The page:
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The groves were God's first temples, ere man learned
To hew the shaft and lay the architrave
And spread the roof above them, ere he framed
The lofty vault to gather and roll back
The sound of anthems; in the darkling wood,
Amidst the cool and silence, he knelt down
And offered to the Mightiest solemn thanks
And supplications. For his simple heart
Might not resist the sacred influences
Which from the stilly twilight of the place
And from the gray old trunks that high in heaven
Mingled their mossy boughs, and from the sound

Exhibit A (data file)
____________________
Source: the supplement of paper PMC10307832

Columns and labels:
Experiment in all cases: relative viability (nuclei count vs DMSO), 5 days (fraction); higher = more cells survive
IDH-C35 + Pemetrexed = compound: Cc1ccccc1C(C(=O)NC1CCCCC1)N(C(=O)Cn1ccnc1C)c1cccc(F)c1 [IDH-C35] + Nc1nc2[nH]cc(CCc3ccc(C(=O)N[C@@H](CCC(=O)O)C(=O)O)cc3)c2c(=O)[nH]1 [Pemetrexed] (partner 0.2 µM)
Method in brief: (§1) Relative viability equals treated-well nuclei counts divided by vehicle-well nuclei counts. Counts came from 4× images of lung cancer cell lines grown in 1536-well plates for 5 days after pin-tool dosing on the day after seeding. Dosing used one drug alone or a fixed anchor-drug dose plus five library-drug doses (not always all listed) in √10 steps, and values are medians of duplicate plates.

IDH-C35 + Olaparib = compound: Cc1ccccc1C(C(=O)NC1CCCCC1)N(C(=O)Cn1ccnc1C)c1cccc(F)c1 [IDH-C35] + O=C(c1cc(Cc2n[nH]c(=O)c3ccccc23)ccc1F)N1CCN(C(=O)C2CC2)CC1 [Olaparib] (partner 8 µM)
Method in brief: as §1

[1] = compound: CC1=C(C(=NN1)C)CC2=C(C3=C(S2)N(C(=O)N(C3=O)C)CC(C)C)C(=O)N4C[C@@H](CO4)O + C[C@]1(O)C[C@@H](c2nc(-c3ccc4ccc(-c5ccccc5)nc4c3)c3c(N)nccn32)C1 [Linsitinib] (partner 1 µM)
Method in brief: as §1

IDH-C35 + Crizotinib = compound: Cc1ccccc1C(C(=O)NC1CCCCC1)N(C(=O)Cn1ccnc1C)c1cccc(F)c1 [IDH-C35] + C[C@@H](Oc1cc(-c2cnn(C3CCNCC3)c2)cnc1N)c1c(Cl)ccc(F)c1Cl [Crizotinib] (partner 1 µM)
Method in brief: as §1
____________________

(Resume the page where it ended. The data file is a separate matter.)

Of the invisible breath that swayed at once
All their green tops, stole over him and bowed
His spirit with the thought of boundless power
And inaccessible majesty. Ah, why
Should we, in the world's riper years, neglect
God's ancient sanctuaries and adore
Only among the crowd and under roofs
That our frail hands have raised? Let me, at least,
Here, in the shadow of this ancient wood,
Offer one hymn, thrice happy if it find
Acceptance in His ear.